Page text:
Northern Ireland

Man who threatened sister over Facebook has 'no regrets'

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Image caption Francis Skillen is accused of threatening his sister on Facebook

A man accused of threatening his sister on Facebook in a bid to cause her as much distress as possible was refused bail on Tuesday after he told a judge he had no regrets.

Francis Skillen, of Glencairn Street, Belfast, is alleged to have repeatedly menaced the victim through the social networking site.

The 40-year-old is also accused of throwing bricks at a house she was in.

Mr Skillen faces charges of threats to kill and criminal damage.

He also is charged with breach of a non-molestation order. Most of the alleged offences were committed on dates in June and July this year, the High Court heard.

The prosecution lawyer, Conor Maguire, said the victim told police how her brother had sent her threatening and abusive messages on Facebook.

The lawyer said following Mr Skillen's arrest the accused claimed his only remorse was over causing damage to her partner's house.

"Asked about the messages on Facebook he stated they had been sent with the intention of causing her as much distress as possible, and that he had no regrets for sending them," Mr Maguire said.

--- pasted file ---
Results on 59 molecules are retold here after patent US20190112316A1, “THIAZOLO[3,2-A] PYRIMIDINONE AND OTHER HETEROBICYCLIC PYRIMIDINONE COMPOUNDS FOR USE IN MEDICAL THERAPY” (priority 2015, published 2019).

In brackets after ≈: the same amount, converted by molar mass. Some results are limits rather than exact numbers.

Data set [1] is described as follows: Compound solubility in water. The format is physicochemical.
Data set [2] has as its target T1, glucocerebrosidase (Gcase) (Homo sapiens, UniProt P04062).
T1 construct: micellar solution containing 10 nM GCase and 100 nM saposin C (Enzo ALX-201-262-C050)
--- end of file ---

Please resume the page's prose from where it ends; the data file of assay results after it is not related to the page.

"He stated that he knew he was breaching a non-molestation order, was waiting for police to come and arrest him and he would take his punishment."

As the prosecution case was outlined Mr Skillen appeared to be nodding on the video-link screen.

Asked by the judge if it was right to think he agreed with what was being said, he replied: "You didn't misinterpret me at all."

Threats to kill denied

Mr Justice Treacy further pressed him about whether he was reaffirming what was said to police.

"Yes, I have no regrets," Mr Skillen said.

His barrister, Richard McConkey, said admissions were being made to the criminal damage and breach of non-molestation order, but the threats to kill were denied.

Mr McConkey accepted his client did not seem remorseful over allegations against a sister he was said to have had a long-running dispute with.

It was claimed that the row was linked to the spreading of malicious and untrue rumours.

But Mr Justice Treacy stated that Skillen's demeanour suggested he knew he may be a danger to the woman.

He refused the bail application and told the defence: "If I say so, it's brutally frank. I'm not prepared to release your client on bail."

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